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Obviously I am not a doctor, and the following is purely based on my opinions and experiences, with a little bit of research and information from other sources.

On the 1st April 2023 I started a challenge unlike any I’d ever attempted. A 10 day fast, where I was only allowed to drink water for the duration. I would like to tell you about my experience during that time, how I’ve been feeling since, and the reasonings behind me doing such a seemingly radical / extreme challenge.


I have done two 7 days fasts in the last couple of years, and many one / two day fasts, so I knew I was capable of getting to 10 days, although I was curious about how I would feel during the time. I decided to spend the majority of the 10 days in nature (the first weekend I was working).


I chose to fast for 10 days as part of a 12 month fundraising challenge for my friend Karrie. I also chose this challenge because it was both mental and physical, knowing that my mind… self-discipline, motivation and dedication… would be tested probably more so than my body.



I chose to fast in nature as this is our true home, where we thrive and where we heal.  I knew I needed to be in a safe place. My daily routine involved waking, lighting incense and burning sage and / or palo santo, breath work (conscious breathing and breath holds), mantra meditation (108 repetitions of Om Moksha Ritam - mantra for self-liberation), one or two cold water swims in the river, the lake or the sea, and two or three barefoot walks with my two companion buddies Zala and Simba. I also practiced daily yoga, and usually read at some point. I basically slowed the F down, and took a lot more time and paid a lot more attention to the simple things - things like lighting incense became a ritual that I found joy in, and because I wasn’t focused on food in fact the opposite, trying to keep thoughts of food from my mind, these little simple practices became the cornerstones of my day. Things that I truly began to appreciate and see the importance of.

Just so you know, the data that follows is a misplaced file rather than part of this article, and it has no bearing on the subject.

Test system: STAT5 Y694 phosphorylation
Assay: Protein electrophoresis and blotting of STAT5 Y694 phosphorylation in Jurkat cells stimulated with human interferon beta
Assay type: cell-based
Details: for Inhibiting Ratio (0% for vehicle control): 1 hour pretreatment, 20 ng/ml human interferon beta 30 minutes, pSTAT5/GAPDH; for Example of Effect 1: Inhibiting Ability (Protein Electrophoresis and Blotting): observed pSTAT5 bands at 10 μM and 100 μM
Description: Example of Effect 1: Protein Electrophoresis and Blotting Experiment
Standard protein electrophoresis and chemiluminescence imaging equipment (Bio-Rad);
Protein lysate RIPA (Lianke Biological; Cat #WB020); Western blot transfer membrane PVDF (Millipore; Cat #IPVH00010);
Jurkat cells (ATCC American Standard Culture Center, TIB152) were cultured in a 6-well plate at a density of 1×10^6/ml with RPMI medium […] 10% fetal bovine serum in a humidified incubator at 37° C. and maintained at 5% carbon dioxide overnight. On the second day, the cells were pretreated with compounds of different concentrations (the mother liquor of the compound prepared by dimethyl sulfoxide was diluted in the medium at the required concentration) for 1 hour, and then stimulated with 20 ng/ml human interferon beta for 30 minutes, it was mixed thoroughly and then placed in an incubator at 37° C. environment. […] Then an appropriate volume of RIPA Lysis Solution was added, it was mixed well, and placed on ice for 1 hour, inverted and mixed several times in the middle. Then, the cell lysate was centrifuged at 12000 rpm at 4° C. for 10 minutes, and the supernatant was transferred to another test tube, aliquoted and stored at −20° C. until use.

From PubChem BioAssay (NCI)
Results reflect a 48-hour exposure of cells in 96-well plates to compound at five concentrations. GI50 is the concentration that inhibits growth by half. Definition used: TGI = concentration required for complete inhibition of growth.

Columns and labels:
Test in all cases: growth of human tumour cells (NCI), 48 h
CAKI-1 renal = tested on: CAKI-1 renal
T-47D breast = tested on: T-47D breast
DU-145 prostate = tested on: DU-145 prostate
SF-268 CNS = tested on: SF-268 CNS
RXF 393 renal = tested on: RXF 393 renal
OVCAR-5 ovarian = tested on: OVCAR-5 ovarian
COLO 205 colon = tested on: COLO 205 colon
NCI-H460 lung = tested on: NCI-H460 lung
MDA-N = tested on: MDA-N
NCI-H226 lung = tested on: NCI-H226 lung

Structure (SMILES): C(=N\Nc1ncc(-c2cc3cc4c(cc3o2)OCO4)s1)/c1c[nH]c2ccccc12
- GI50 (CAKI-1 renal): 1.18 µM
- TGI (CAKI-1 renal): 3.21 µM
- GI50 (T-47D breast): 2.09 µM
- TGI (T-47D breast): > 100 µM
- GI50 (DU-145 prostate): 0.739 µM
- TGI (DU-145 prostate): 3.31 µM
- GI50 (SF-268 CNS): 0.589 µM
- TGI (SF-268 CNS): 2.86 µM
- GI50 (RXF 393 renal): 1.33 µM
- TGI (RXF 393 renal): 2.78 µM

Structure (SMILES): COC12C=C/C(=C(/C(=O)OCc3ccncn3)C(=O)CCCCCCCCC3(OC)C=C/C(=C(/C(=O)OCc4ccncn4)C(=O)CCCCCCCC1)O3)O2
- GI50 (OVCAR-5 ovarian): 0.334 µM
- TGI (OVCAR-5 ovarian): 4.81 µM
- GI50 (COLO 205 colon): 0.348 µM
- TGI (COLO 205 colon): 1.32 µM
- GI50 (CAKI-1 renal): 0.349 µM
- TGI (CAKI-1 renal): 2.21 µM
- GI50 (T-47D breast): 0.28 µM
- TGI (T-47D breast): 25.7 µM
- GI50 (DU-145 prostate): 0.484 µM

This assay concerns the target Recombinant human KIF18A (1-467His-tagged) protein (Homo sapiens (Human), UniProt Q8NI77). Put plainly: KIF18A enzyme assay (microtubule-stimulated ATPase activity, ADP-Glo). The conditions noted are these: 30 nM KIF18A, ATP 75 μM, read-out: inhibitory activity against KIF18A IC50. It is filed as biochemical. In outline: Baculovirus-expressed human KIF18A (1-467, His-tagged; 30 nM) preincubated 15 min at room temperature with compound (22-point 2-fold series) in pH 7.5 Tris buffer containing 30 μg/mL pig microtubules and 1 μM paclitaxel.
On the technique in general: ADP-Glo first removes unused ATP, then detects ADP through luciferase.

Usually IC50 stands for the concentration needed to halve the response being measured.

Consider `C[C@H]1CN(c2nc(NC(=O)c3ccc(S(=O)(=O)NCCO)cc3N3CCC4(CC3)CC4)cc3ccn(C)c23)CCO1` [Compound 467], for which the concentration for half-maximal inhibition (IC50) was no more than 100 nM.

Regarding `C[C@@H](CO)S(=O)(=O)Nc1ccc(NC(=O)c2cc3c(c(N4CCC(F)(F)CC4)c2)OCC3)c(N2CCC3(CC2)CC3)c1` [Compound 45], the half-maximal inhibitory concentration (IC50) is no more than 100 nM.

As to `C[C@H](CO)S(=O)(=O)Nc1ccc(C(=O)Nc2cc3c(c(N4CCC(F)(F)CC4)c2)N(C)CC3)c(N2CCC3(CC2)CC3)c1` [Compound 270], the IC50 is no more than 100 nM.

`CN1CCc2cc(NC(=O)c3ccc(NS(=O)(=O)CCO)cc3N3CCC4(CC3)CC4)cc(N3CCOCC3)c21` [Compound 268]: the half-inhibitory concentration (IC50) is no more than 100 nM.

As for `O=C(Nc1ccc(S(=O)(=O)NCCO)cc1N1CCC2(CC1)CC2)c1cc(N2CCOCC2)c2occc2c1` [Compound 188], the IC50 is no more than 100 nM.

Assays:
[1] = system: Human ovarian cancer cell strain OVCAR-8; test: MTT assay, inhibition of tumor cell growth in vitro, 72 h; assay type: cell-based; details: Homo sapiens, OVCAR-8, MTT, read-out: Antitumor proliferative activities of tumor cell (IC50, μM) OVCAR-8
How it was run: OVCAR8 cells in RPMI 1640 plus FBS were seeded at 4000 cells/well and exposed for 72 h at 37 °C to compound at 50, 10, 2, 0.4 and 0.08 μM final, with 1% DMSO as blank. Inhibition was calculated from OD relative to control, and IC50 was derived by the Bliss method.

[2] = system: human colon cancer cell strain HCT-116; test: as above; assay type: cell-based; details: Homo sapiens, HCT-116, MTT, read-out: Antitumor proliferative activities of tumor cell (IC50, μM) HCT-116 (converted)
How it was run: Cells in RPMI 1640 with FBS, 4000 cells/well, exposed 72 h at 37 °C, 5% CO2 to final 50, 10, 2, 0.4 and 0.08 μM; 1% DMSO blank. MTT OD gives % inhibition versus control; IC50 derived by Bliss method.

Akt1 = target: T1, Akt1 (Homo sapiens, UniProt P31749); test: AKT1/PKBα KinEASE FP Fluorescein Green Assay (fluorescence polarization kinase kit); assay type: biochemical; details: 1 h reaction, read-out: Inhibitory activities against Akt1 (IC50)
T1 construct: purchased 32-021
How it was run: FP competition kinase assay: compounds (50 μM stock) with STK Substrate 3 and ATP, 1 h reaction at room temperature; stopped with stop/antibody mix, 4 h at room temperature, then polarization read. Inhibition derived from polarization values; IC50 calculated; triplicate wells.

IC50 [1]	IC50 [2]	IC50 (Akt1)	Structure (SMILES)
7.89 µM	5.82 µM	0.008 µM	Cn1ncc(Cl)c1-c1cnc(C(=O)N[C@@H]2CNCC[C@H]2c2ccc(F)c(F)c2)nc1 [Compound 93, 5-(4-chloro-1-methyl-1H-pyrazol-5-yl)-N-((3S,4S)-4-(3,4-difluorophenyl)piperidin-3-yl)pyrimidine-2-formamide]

By day 6 and 7, I noticed my energy really begin to lower. But it was beautiful. It forced me to take it easy. I would take a lot longer over our walks, instead of pacing ahead, I would stop if my energy was low and I needed a few moments. But this allowed me to truly inhale and feel in to my experience and surroundings. It may seem unimportant, but being forced to slow down meant I actually saw the trees and their beautiful twisting branches and delicate features, I actually heard the songs of the birds, giving myself the time to take in their gorgeous individual melodies. I sat by the river and let the sun wash over me, and instead of wondering what the time was and pressuring myself to move.. cause maybe I’d been there too long.. I just surrendered and let my body tell me when it was time to push on. These days and these experiences made me realise I have never in my life truly slowed down. There has always been something at the back of my mind telling me I haven’t got the time to be doing this.. reminding me I have a whole list of to dos that need to be done ASAP… the reality is almost always, the list can wait. Yes achieving goals is important, but so is just being in the moment, letting yourself relax in to nature, our innate home.

















By day 9 and 10, although I still had to (and wanted to) take it easy, I felt I had a little more energy. I broke the fast on day 11 with a break-fast of avocado, with foraged dandelion, nettle and plantain cooked with mushrooms, tomatoes, and a mix of seeds. It was one of the most glorious meals I’ve ever tasted, and the remaining meals of the day, blueberries with nuts, other fruit, and a lentil Dahl for evening supper were beyond tasty.